Can Haiti and the Dominican Republic repair relations after citizenship ruling?

A September court ruling strips Dominican citizenship from children of undocumented immigrants - mostly Haitian - even if they were born in the DR.

Marie Arago/Reuters
Haitians protest against a court ruling in neighboring Dominican Republic that strips Dominican citizenship from hundreds of thousands of children born over the last 84 years to migrants deemed to be living in the country illegally, in Port-au-Prince December 6, 2013.

Haitian and Dominican officials emerged from talks Tuesday with a broad-stroke agreement on how a controversial Dominican court ruling on citizenship would be carried out, marking the first sign of progress on an issue that has been central to a deteriorating relationship between the countries.

In a joint statement, the delegations said the Dominican government assured Haiti that “concrete measures will be taken to safeguard the basic rights of people of Haitian descent” living in the country.

The meeting came in response to a September ruling by the high Dominican court that strips citizenship from children of undocumented immigrants, even if they were born in the country and were previously registered.

The government, after reviewing birth records going back to 1929, said some 24,000 people will be affected, although human rights groups maintain the number is exponentially higher. The majority of people who could lose their citizenship in the Dominican Republic are of Haitian descent.

Fallout from the ruling, as well as disputes over migration and trade issues, has further harmed a historically rocky relationship that reached new lows in recent months between the Caribbean neighbors sharing the island of Hispaniola.

“These discussions may bring changes to things like migration, but that is really a separate issue from the ruling [on citizenship],” says Bernardo Vega, a Dominican historian and economist who formerly served as ambassador to the US. “The ruling has clearly hurt the relationship between Haiti and the Dominican Republic.”

While the meeting was considered a success because it marked a fresh start for bilateral talks, the Dominican delegation did not change its position on the court ruling or how it would carry it out. Going into the meeting, the Dominican government said it would not negotiate the decision itself or how the government plans to implement it.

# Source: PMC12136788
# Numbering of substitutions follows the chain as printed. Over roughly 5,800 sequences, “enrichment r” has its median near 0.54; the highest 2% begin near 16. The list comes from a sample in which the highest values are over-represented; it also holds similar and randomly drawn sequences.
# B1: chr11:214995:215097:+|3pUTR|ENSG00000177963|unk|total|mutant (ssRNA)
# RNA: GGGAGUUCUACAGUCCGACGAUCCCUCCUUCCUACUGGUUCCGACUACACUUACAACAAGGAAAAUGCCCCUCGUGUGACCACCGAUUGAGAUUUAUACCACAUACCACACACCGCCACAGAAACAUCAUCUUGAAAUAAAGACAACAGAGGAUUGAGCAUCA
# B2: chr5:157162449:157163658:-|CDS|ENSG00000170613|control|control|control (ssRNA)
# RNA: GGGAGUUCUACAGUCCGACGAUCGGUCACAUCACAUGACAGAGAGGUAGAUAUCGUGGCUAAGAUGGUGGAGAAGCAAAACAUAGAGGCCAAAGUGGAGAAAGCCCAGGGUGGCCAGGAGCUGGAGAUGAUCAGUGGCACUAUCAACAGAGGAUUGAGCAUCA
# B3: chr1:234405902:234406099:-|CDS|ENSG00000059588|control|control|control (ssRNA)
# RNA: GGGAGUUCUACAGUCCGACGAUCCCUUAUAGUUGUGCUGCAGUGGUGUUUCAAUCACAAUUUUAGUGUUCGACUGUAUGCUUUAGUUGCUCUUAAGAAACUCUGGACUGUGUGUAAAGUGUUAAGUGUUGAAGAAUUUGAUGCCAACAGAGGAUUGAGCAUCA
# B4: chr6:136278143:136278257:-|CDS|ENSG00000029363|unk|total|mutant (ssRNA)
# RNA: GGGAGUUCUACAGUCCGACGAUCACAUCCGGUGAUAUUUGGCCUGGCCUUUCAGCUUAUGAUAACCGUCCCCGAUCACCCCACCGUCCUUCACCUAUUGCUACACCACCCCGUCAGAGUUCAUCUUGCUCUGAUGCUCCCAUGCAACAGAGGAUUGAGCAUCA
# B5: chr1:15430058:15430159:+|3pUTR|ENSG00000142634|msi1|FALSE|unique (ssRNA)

Dominican officials yesterday said they will put forth legislation in coming weeks to provide a pathway for those impacted by the court ruling to regularize their status and eventually naturalize, according to a statement from the presidential palace.

Neighbor to neighbor

The countries seemed bound for better days following the 2010 earthquake that decimated the Haitian capital. Dominicans rushed into the country to help, including then Dominican President Leonel Fernandez, who was the first head of state to visit Haiti following the disaster.

Yet, the relationship has crumbled since, with a pivotal moment coming in June when Haiti banned imports of Dominican chicken parts and eggs. The situation deteriorated further in November when Dominican migration authorities deported hundreds of Haitians in response to the murder of an elderly couple, which local residents blamed on Haitians. 

Following the three-hour meeting in the northern Haitian border town of Ouanaminthe, Haiti said it recognized the Dominican Republic’s sovereignty on the  thorny issue of migration. While separate policy issues, migration and birthright citizenship are linked because the ruling overwhelmingly affects the children of Haitian migrants, who crossed into the Dominican Republic to work in sugar-cane fields and, later, in construction. While it seemed to accept the court ruling on citizenship, the Haitian delegation pushed for better treatment of those migrant workers, as well as for the loosening of visa restrictions for Haitians studying in Dominican universities.

While the Dominican Republic has long faced criticism for its treatment of Haitian migrants, the ruling has brought a fresh bought of shame both within the country and internationally, with rights groups denouncing it as a xenophobic attempt to further marginalize darker-skinned residents already struggling with poverty and social exclusion.

The Caribbean Community (CARICOM), a regional economic organization to which the Domincian Republic has been trying to become a full member, said that the court decision was not in accordance with its norms. The Obama administration, Caribbean and Latin American governments, the European Union, the United Nations, and others have also raised issue with the ruling.

“The Dominican Republic has been left in a very difficult position because of the ruling. The international response has [been] extremely critical,” says Julio Cesar de la Rosa, a professor at the Autonomous University of Santo Domingo. “It’s not clear what the country can do to improve its standing.”

The countries plan to meet again Feb. 3 in the Dominican Republic.

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